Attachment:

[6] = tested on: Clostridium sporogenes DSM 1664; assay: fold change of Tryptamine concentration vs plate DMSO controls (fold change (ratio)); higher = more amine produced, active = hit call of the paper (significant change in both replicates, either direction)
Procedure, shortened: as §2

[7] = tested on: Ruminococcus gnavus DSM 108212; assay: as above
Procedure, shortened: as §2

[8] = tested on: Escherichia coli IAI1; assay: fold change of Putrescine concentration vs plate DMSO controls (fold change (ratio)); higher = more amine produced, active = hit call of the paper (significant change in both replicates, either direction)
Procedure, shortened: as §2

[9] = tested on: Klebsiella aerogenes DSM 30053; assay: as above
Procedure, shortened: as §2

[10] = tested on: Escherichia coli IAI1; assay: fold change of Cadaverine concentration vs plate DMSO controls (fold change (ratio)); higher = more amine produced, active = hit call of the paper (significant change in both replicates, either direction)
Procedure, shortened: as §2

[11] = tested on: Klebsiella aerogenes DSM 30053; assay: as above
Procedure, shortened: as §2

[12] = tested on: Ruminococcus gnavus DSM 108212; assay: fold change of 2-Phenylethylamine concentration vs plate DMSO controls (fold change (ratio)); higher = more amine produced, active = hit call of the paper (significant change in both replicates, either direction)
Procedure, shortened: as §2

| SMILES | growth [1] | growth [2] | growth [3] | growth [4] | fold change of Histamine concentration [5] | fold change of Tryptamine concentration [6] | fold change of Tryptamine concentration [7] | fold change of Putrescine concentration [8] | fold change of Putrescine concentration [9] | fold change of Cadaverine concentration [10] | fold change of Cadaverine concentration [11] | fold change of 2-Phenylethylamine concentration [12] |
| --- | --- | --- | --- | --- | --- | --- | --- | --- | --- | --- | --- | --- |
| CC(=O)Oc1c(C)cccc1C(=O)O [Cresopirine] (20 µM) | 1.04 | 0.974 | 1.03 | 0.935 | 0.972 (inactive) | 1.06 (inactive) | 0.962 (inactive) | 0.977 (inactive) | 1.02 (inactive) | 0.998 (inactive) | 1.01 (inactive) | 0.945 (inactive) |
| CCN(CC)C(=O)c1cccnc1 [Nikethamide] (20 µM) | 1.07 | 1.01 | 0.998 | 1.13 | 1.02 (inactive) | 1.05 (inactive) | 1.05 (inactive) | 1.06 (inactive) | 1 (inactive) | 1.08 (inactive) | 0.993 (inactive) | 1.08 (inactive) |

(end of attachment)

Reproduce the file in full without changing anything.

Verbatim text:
[6] = tested on: Clostridium sporogenes DSM 1664; assay: fold change of Tryptamine concentration vs plate DMSO controls (fold change (ratio)); higher = more amine produced, active = hit call of the paper (significant change in both replicates, either direction)
Procedure, shortened: as §2

[7] = tested on: Ruminococcus gnavus DSM 108212; assay: as above
Procedure, shortened: as §2

[8] = tested on: Escherichia coli IAI1; assay: fold change of Putrescine concentration vs plate DMSO controls (fold change (ratio)); higher = more amine produced, active = hit call of the paper (significant change in both replicates, either direction)
Procedure, shortened: as §2

[9] = tested on: Klebsiella aerogenes DSM 30053; assay: as above
Procedure, shortened: as §2

[10] = tested on: Escherichia coli IAI1; assay: fold change of Cadaverine concentration vs plate DMSO controls (fold change (ratio)); higher = more amine produced, active = hit call of the paper (significant change in both replicates, either direction)
Procedure, shortened: as §2

[11] = tested on: Klebsiella aerogenes DSM 30053; assay: as above
Procedure, shortened: as §2

[12] = tested on: Ruminococcus gnavus DSM 108212; assay: fold change of 2-Phenylethylamine concentration vs plate DMSO controls (fold change (ratio)); higher = more amine produced, active = hit call of the paper (significant change in both replicates, either direction)
Procedure, shortened: as §2

| SMILES | growth [1] | growth [2] | growth [3] | growth [4] | fold change of Histamine concentration [5] | fold change of Tryptamine concentration [6] | fold change of Tryptamine concentration [7] | fold change of Putrescine concentration [8] | fold change of Putrescine concentration [9] | fold change of Cadaverine concentration [10] | fold change of Cadaverine concentration [11] | fold change of 2-Phenylethylamine concentration [12] |
| --- | --- | --- | --- | --- | --- | --- | --- | --- | --- | --- | --- | --- |
| CC(=O)Oc1c(C)cccc1C(=O)O [Cresopirine] (20 µM) | 1.04 | 0.974 | 1.03 | 0.935 | 0.972 (inactive) | 1.06 (inactive) | 0.962 (inactive) | 0.977 (inactive) | 1.02 (inactive) | 0.998 (inactive) | 1.01 (inactive) | 0.945 (inactive) |
| CCN(CC)C(=O)c1cccnc1 [Nikethamide] (20 µM) | 1.07 | 1.01 | 0.998 | 1.13 | 1.02 (inactive) | 1.05 (inactive) | 1.05 (inactive) | 1.06 (inactive) | 1 (inactive) | 1.08 (inactive) | 0.993 (inactive) | 1.08 (inactive) |